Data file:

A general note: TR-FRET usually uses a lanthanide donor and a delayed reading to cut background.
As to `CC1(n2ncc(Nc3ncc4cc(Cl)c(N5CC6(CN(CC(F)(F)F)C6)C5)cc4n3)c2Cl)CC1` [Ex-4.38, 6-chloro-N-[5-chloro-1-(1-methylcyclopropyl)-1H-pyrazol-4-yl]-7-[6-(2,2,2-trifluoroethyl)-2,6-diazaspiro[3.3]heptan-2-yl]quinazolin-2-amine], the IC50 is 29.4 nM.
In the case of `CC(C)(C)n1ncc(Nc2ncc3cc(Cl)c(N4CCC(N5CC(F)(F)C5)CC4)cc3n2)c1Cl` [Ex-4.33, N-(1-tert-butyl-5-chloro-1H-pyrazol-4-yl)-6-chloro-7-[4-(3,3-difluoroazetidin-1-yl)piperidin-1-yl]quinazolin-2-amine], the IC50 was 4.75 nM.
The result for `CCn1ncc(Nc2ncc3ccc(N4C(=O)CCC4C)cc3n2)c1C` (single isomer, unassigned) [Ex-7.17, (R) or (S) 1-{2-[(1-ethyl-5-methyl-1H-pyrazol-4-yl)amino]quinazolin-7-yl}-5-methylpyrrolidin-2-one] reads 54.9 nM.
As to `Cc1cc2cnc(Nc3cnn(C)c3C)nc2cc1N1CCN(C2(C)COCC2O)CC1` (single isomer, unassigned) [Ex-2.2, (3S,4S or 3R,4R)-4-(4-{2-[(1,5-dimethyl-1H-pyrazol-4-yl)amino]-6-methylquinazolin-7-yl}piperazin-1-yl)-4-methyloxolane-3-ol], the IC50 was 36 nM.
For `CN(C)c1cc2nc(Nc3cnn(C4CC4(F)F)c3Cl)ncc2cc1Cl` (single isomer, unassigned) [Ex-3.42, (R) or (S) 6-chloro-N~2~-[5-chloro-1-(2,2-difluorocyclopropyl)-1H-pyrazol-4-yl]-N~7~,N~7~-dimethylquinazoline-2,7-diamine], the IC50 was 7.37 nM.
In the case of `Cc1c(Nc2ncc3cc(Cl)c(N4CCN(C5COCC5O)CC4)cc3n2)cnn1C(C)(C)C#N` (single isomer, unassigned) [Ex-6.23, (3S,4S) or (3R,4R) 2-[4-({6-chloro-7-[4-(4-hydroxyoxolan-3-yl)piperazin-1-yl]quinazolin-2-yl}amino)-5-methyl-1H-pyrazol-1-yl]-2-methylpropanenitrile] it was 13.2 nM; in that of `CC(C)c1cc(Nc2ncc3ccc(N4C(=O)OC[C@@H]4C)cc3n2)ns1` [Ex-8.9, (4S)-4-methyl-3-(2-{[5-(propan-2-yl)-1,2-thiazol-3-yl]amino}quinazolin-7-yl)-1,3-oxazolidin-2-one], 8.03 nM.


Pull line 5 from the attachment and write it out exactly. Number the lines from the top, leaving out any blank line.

As to `Cc1cc2cnc(Nc3cnn(C)c3C)nc2cc1N1CCN(C2(C)COCC2O)CC1` (single isomer, unassigned) [Ex-2.2, (3S,4S or 3R,4R)-4-(4-{2-[(1,5-dimethyl-1H-pyrazol-4-yl)amino]-6-methylquinazolin-7-yl}piperazin-1-yl)-4-methyloxolane-3-ol], the IC50 was 36 nM.